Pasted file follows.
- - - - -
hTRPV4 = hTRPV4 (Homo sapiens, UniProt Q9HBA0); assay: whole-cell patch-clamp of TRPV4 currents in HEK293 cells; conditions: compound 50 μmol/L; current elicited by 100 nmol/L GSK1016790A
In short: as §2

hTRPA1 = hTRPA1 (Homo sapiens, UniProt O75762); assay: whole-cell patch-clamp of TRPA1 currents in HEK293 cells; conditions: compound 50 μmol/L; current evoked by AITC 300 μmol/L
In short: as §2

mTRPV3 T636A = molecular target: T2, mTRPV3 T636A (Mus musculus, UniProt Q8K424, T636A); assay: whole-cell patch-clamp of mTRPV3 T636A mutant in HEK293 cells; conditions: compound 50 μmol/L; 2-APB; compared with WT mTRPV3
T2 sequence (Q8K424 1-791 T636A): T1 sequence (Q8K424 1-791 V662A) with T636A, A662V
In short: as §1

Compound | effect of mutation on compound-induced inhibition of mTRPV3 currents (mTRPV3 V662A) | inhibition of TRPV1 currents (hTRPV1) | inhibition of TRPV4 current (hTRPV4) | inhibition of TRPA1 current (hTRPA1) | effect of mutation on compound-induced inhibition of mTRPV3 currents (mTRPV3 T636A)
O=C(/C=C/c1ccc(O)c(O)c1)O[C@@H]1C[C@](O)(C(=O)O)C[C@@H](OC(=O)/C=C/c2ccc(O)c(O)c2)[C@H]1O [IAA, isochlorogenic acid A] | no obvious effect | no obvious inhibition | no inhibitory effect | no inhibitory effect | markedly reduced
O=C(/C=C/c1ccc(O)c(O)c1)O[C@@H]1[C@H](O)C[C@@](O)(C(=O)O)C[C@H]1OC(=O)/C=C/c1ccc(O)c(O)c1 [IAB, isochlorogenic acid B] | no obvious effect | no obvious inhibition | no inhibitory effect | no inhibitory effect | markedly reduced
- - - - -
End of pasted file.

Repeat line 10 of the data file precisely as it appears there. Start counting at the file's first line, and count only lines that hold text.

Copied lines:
O=C(/C=C/c1ccc(O)c(O)c1)O[C@@H]1[C@H](O)C[C@@](O)(C(=O)O)C[C@H]1OC(=O)/C=C/c1ccc(O)c(O)c1 [IAB, isochlorogenic acid B] | no obvious effect | no obvious inhibition | no inhibitory effect | no inhibitory effect | markedly reduced